With so many creative and technical minds in Oxford, there is forever a new student film cropping up on the scene. The Oxford film community can appear impenetrable as a result. But, wannabe filmmakers don’t abandon your clapper boards so hastily; getting yourself on set is much easier than you think.
Your first challenge is getting a position on a film crew. An obvious option is to just barge onto the set and throw yourself in front of the camera. However, to avoid such a desperate scene, I’d recommend answering a crew call on the Oxford University Film Foundation’s Facebook page. Whilst some crew positions require a lot of pre-planning if you’re a runner, art assistant or sound recordist then you’re only responsibility is turning up to filming on time — a task that in all honesty seems impossible to most student film types.
Once you have entered the fold, you may have the good fortune of being asked to help raise money. Cue immediate alienation of all your friends once you have shared a crowdfunding link thousands of times on Facebook. Yet, this banishment to social Siberia is essential when trying to meet the goal budget as most student films require upwards of £5,000 in production costs. As this need cannot be met by a poxy student loan, most film crews turn to colleges for help — have fun drafting that JCR motion!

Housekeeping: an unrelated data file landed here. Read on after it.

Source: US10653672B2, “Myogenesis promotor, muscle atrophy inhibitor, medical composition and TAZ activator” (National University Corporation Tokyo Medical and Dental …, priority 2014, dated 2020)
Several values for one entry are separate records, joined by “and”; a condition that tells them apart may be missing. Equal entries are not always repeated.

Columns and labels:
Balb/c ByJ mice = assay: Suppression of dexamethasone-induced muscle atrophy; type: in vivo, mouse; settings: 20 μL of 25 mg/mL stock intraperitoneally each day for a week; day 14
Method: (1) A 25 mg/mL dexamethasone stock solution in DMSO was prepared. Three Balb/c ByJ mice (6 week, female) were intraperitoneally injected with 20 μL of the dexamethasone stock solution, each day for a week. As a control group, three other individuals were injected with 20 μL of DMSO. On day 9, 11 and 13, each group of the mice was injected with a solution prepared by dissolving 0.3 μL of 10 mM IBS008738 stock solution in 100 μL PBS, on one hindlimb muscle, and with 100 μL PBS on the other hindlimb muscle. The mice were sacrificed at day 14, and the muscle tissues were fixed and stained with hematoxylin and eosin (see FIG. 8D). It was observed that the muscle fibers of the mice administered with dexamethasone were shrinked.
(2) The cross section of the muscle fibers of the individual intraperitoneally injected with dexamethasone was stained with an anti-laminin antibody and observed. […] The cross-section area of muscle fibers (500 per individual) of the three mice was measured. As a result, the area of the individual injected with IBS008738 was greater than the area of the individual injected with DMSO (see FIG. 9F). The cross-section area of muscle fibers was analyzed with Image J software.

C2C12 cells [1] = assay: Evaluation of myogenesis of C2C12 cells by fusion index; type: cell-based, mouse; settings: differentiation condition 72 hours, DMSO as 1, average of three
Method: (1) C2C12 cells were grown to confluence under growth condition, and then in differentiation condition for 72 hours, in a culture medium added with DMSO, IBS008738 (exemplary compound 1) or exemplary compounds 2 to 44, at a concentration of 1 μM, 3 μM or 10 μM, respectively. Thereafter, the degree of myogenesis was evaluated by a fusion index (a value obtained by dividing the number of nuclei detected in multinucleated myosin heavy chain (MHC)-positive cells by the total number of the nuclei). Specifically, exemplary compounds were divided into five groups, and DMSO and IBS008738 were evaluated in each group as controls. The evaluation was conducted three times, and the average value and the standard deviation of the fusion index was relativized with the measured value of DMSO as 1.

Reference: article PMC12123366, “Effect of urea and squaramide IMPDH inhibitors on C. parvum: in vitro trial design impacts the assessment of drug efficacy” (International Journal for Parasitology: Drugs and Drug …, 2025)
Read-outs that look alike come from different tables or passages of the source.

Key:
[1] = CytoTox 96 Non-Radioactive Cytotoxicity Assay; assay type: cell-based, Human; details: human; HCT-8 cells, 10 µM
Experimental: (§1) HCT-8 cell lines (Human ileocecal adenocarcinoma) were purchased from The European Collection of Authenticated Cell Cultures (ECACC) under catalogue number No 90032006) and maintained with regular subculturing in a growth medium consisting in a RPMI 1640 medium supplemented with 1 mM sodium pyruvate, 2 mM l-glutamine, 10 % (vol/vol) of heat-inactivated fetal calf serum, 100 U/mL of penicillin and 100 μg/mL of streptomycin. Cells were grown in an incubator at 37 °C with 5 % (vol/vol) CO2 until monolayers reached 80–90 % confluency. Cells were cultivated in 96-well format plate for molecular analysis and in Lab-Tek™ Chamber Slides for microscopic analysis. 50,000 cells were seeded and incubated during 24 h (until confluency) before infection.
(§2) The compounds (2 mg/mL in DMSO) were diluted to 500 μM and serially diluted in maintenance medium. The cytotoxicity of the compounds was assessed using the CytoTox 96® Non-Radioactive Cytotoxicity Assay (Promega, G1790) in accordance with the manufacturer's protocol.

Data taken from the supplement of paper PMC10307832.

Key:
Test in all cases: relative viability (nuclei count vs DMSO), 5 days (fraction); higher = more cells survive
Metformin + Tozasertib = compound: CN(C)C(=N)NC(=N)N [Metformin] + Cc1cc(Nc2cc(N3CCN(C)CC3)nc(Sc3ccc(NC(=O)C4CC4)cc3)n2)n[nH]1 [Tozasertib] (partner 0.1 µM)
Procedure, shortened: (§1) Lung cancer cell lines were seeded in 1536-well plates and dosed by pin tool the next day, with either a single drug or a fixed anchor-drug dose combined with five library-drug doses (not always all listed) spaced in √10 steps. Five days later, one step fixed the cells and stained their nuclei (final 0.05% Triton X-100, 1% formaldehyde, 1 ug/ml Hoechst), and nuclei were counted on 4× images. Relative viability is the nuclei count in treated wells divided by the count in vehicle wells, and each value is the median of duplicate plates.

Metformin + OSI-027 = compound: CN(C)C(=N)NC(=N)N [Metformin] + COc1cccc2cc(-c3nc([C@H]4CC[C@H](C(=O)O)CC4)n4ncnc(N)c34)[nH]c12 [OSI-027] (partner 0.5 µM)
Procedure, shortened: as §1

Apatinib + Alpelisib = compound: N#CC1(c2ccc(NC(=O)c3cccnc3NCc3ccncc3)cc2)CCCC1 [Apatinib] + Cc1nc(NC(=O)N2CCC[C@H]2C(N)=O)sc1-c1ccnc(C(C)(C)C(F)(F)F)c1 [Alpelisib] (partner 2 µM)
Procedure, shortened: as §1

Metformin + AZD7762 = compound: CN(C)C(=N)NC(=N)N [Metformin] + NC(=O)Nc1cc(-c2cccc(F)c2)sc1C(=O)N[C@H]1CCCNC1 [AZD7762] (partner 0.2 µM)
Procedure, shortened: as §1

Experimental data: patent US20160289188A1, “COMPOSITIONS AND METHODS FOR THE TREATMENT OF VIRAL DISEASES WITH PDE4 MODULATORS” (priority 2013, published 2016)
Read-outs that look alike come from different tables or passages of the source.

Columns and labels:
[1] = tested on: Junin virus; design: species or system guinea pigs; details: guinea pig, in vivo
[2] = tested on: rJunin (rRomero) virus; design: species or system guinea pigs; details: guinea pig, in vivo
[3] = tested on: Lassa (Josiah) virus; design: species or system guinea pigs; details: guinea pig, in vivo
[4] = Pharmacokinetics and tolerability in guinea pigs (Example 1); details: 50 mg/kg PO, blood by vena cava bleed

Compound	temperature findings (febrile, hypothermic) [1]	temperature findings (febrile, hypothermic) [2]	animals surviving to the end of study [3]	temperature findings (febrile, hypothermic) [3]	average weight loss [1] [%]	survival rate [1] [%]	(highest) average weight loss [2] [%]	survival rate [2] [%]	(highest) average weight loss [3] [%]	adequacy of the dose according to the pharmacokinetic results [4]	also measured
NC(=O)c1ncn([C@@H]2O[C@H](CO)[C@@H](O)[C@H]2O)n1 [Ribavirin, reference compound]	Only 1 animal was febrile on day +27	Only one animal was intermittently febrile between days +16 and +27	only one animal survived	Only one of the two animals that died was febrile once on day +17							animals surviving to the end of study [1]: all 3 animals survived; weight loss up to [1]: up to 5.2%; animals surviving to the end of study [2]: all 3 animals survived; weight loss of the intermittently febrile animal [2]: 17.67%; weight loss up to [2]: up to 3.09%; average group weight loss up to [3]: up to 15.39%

Another joy of life on set is denouncing ownership of your possessions for the day, as in the eyes of the film’s production designer everything is a potential prop. It’s either that or being sent to buy and promptly return clothes and the likes, from various shops around Oxford. With lots of last-minute purchases to be made you’d better invest in some trainers to survive being on set.
Rushing around Oxford is practically the basis of a student shoot; transporting equipment, scenes set across the city, dashing to the shops. Perhaps you think such tasks are beyond your remit. You’d be mistaken. With certain positions hard to fill and cast and crew members’ availability being suitably chaotic, no one is confined to their position. Take my last film, for example, I was at different points producer, sound recordist, set dresser and an extra. However, this is an easy way to learn new skills, with everyone mucking in and doing a bit of everything.
Despite the changeable nature of your time on set, jumping from one role to the next and undoubtedly rushing round Oxford for last minute supplies, a student set is an exciting and inspiring place to be. There is a certain thrill involved in being in an environment filled with like-minded people producing something everyone on set can be proud of.